Commenting on the report’s publication, UNIC President Phil Clapp said:

“While the numbers shown here for 2021 are very positive, it remains the case that these remain challenging times for the European cinema sector. As a consequence, all industry stakeholders and policy-makers need to continue to pursue efforts aimed at ensuring the survival of local cinemas, whatever their size and location.

The only way to achieve this is to focus on ensuring both sustainability for all stakeholders in the value chain as well as the availability of films to the benefit of audiences.

2022 will be a pivotal year for the industry. UNIC members are confident that the cinema industry will come back stronger from this crisis, and that, as before, the audience will continue to enjoy films together, on the Big Screen.”

Many of the trends examined in the Annual Report will also be discussed during the week at CineEurope, UNIC’s official convention and Europe’s premier gathering of cinema exhibition professionals from the region and beyond.

Notes for editors

The 2022 UNIC Annual Report is available online here.

The International Union of Cinemas (UNIC)

The Union Internationale des Cinémas/International Union of Cinemas (UNIC) represents the interests of cinema trade associations and cinema operators covering 39 countries in Europe and neighbouring regions.


CineEurope 2022 is taking place 20-23 June at the Centre Convencions Internacional Barcelona (CCIB) in Barcelona, Spain. CineEurope is the longest running and most successful European convention and trade show for major, regional, and independent cinema professionals. CineEurope will feature exclusive screenings and product presentations of upcoming films, sponsored events, timely and informative seminars, and the CineEurope Trade Show. CineEurope is the Official Convention of the Union Internationale des Cinémas/International Union of Cinemas (UNIC).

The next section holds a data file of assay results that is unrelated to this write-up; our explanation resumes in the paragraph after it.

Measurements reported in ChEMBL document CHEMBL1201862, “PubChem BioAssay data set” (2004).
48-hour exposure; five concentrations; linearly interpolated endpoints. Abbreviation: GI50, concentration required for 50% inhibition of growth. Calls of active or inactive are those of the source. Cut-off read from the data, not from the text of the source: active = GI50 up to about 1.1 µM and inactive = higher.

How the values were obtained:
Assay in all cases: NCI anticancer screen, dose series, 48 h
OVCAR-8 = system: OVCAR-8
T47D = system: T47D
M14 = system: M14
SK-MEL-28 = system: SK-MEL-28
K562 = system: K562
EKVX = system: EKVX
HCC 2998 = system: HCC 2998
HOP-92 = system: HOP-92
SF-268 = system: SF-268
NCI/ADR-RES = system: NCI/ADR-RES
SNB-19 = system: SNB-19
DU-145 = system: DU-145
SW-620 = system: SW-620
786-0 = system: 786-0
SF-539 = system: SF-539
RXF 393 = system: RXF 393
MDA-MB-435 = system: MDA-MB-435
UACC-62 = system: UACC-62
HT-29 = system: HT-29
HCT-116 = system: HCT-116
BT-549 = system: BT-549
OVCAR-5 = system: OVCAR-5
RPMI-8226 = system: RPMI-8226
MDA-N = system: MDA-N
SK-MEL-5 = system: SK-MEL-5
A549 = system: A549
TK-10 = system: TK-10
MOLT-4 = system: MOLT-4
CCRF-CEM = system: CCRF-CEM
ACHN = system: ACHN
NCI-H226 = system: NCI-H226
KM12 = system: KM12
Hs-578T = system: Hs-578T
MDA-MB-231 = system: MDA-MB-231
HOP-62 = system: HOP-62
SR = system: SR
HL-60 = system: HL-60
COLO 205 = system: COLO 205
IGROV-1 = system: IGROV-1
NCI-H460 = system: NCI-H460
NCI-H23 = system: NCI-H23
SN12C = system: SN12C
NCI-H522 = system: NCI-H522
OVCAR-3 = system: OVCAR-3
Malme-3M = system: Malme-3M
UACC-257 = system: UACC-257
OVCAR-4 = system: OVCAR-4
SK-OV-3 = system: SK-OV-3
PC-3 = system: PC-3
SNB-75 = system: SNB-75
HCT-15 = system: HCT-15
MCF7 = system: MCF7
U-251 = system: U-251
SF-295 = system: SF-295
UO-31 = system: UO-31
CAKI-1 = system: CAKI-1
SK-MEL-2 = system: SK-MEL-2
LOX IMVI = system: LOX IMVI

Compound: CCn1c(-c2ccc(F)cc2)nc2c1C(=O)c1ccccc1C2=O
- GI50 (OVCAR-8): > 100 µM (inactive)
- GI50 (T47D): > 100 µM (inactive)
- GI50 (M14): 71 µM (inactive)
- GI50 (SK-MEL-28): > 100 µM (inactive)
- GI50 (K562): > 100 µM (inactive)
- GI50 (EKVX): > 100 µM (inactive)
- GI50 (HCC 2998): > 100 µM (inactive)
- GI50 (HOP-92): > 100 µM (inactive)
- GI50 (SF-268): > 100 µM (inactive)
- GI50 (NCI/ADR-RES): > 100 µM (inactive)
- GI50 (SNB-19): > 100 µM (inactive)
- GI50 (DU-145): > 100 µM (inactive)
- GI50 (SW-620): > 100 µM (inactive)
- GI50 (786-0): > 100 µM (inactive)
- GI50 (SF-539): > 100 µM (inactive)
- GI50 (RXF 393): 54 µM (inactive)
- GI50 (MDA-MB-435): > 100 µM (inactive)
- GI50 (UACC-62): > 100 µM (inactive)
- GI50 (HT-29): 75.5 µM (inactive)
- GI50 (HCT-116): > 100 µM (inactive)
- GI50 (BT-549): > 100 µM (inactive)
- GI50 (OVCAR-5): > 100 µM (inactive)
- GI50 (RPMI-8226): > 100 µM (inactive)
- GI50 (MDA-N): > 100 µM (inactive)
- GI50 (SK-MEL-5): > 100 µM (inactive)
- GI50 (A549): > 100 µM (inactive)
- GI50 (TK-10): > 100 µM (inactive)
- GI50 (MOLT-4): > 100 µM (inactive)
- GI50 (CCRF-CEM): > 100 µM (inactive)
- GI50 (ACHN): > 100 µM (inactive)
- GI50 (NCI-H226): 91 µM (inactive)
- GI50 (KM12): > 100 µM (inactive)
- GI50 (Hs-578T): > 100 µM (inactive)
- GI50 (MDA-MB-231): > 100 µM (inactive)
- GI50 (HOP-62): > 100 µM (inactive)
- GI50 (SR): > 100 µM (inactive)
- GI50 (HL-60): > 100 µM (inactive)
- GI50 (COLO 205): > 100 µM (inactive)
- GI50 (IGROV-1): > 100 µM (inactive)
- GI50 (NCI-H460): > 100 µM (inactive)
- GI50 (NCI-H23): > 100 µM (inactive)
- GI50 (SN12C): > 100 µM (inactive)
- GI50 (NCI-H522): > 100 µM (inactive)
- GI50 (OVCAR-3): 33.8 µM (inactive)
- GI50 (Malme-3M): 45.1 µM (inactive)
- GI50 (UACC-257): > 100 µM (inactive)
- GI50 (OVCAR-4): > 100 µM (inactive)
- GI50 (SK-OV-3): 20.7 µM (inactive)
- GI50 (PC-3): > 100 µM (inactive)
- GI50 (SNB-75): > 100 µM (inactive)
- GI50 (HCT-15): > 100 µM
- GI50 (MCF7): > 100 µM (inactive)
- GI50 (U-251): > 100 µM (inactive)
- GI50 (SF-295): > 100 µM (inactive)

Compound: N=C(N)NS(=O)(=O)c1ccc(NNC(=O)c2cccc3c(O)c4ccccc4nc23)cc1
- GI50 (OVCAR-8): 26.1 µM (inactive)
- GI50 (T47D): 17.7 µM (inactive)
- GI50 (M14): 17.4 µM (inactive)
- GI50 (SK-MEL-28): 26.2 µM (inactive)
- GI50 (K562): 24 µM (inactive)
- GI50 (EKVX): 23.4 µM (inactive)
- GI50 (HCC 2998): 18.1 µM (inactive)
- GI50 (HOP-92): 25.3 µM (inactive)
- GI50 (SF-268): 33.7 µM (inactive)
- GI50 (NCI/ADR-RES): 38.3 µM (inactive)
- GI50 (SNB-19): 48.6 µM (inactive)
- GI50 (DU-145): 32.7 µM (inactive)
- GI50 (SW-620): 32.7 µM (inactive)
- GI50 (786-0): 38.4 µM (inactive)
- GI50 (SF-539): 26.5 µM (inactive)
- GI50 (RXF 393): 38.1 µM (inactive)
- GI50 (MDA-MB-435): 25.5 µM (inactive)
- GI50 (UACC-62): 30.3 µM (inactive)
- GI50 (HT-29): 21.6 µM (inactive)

The Film Expo Group

The Film Expo Group is the premier organizer of events in the motion picture industry. The Film Expo Group produces CineEurope, held in Barcelona; ShowEast, held in Miami; and CineAsia, held in Bangkok.

Further enquiries

[email protected] / +32 488 08 51 95 | @CineEurope | @UNIC_Cinemas

Union Internationale des Cinémas | International Union of Cinemas | UNIC
Av. des Arts 10-11 boîte 11 | 1210 Brussels (Saint-Josse-ten-Noode) | Belgium 
Twitter: @UNIC_Cinemas | Facebook: @UNIC.Cinemas


The National Film Authority of Ghana and GM Group, organisers of the META Cinema Forum, today announced the launch of Africa’s first ever cinema industry event dedicated to the development of cinema infrastructure in Africa, the META Africa Cinema Forum, scheduled to take place on 21st and 22nd November 2022 in Accra, Ghana.

The Forum is set to explore the significant growth opportunities for cinema exhibition and the film industry in Ghana and across the continent, which remains a largely under-screened region with less than 1.700 screens for a population of 1.3 billion inhabitants (representing one screen per 787.402 people). Yet the wider African film industry is currently attracting unprecedented levels of inward investment. A recent UNESCO report on the potential of the African film sector valued the currently $ 5 billion industry to be worth $ 20 billion.

Yaa Asantewa Asante at META Cinema Forum

The META Cinema Africa Forum aims to bring together cinema operators from across Africa and abroad, national film bodies and regulators, film distributors, producers, investors, vendors and equipment integrators – as well as the creative community – to develop strategies for a thriving cinema exhibition landscape in Africa.

Juliet Yaa Asantewa Asante, CEO of the National Film Authority, comments:

“We invite the African and international cinema community to join us in Accra in November for this much needed convention. Ghana is proud to position itself as the cinema gateway opening the doors to the continent in its strategic bid to the World of cinema investors, exhibitors and builders. A vibrant cinema infrastructure will ease the distribution headache of the continent and encourage more investments into high-quality content.

Leila Masinaei, Managing Partner of GM Group, comments:

“We are thrilled about our partnership with the National Film Authority of Ghana and extremely excited about the development potential of cinemas in Ghana and the continent. Our experience of running the META Cinema Forum in Dubai as well as